“There was Paul’s Meat Market operated by Paul Close and Paul Valentine. When meat was delivered by wagon, the back of the wagon was closed in, with hooks to hang the meat on, a meat block and scales. In the summer time, large tubs were filled with ice to keep the meat cold."

That is where the local ice business came in.

Fred Lewis’ wife, Myrtle McKee Lewis, was a teacher in the Lewis Consolidated School (and namesake for Lewis-Palmer District 38). She was the brother-in-law of W.E. Doyle, and went to work for him at the ice company in 1910.

Doyle and a partner, Thomas Hanks, had leased what is now known as Monument Lake (then State Reservoir) and built the original ice house.

Doyle bought out Hanks in 1909 and improved the operation with new ice houses and a chain-operated conveyor system powered by a steam engine from an old threshing machine leased from Charlie Schubarth. Doyle continued to operate up until the early 1940s.

“A spur railroad track was put in to load ice directly into the railroad cars,” wrote Lavelett. “Harvesting at that time was done by man and horses. Power conveying the ice up in houses by horses.

“Ice harvest began in the middle of December and the cakes of ice were 24-inches thick after being planed. Twenty-thousand to 30,000 tons were harvested. Four-thousand tons were stored in the houses and the balance shipped to Pueblo and Denver.”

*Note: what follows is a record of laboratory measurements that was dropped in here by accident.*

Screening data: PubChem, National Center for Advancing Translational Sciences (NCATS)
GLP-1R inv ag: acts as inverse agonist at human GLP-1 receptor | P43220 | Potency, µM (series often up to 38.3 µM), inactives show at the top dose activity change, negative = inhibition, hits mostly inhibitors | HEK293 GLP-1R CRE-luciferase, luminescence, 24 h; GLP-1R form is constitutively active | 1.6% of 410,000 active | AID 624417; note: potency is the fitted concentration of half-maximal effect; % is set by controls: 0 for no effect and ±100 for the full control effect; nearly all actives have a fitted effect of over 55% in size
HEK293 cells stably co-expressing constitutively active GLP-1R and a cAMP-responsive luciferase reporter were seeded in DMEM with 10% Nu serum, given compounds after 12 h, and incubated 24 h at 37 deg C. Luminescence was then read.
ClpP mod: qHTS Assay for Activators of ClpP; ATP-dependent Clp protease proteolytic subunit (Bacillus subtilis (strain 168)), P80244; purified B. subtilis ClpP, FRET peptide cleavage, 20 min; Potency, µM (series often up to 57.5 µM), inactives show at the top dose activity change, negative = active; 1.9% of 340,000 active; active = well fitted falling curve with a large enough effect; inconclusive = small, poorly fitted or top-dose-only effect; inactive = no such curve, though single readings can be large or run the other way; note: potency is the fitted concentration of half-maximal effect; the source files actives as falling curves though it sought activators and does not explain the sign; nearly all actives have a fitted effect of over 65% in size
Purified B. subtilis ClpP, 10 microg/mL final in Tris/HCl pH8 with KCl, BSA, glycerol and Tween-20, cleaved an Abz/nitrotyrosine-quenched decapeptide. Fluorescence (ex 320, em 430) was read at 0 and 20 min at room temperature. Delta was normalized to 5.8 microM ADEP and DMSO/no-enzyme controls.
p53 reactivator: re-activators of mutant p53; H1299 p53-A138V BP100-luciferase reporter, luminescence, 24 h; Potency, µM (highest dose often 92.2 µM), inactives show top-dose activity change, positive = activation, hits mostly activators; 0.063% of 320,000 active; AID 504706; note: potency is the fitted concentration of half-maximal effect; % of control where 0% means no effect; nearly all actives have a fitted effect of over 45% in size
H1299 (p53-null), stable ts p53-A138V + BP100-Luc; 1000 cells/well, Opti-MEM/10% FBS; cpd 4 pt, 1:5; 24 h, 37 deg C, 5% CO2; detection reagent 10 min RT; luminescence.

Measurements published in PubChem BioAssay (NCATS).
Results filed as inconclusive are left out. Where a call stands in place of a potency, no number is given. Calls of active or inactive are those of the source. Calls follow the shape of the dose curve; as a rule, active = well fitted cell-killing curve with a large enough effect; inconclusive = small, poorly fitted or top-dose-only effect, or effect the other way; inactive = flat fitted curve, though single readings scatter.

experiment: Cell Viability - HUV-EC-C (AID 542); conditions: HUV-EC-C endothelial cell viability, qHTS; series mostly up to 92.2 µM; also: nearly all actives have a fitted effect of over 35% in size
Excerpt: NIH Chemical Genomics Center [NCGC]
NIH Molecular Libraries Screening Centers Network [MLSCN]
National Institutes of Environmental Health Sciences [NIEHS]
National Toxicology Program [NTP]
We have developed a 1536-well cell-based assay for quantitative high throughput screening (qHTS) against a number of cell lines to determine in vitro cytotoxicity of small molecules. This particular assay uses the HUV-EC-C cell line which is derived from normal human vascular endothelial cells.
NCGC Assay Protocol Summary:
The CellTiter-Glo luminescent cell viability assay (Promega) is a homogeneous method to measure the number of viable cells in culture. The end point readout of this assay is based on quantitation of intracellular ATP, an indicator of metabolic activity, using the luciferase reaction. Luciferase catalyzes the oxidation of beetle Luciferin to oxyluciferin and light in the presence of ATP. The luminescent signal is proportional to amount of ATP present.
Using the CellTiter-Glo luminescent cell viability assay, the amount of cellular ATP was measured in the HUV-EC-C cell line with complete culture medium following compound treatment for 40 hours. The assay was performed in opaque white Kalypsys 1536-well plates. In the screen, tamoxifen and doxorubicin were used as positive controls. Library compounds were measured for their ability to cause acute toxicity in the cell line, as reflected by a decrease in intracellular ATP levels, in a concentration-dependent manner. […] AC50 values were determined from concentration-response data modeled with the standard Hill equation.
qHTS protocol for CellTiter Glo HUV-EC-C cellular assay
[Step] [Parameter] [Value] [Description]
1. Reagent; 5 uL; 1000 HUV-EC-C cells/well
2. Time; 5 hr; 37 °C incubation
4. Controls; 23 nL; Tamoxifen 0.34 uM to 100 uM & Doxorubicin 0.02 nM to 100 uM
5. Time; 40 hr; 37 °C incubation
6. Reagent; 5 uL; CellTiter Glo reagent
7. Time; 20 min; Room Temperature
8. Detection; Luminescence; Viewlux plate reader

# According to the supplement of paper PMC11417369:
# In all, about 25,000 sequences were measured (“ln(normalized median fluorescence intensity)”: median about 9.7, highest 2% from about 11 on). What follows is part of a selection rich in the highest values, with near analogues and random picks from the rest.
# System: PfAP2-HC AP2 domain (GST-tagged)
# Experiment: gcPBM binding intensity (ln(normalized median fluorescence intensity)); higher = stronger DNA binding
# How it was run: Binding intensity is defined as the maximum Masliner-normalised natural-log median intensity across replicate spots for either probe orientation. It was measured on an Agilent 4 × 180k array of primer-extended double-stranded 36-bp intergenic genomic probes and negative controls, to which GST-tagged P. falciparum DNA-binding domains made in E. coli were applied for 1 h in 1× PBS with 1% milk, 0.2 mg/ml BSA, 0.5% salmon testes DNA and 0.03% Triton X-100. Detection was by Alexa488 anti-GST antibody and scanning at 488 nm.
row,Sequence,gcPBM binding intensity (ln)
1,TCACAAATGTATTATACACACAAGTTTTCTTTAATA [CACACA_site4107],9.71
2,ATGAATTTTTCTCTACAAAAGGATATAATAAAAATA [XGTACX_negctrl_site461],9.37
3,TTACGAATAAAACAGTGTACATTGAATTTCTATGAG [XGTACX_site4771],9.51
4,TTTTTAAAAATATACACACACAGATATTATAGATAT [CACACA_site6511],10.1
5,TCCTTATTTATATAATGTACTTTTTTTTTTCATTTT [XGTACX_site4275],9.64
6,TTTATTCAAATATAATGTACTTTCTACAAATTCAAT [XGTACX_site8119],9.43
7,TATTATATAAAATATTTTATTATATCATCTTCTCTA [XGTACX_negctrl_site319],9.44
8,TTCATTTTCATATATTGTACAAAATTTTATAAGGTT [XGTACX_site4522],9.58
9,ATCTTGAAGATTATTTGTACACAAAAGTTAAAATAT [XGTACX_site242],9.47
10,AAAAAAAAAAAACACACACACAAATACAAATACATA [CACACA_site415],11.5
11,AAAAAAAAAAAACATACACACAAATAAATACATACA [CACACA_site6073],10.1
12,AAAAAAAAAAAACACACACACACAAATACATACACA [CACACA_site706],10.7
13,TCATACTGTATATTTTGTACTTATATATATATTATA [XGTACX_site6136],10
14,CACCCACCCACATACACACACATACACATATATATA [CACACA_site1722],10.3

But the ice business was risky, subject not only changing times, but forces of weather including wind,  changing climate, water — not to mention transportation and refrigeration technology modes.

Still, for a time, the floor of the butcher shop always had about three inches of clean sawdust, changed every week, to keep the ice cold and absorb any spills.

And every store, hotel, restaurant and some homes had their own ice house. As a result, Monument was a “meat and potatoes” kind of place.

But for the potatoes, that is a different story. 




Photo information:

Photo 1: Betz Meat Market in Monument with Betz' chain-drive delivery truck out front.

Photo 2: Meat Market with prominent Monument meat moguls including  Chas. Allis, Mose Chandler, Dan Davidson, George Betz  and Charlie Schubarth.

Photo 3: Charlie Schubarth's steam engine used to power ice conveyors.

Photos courtesy of The Vaile Museum.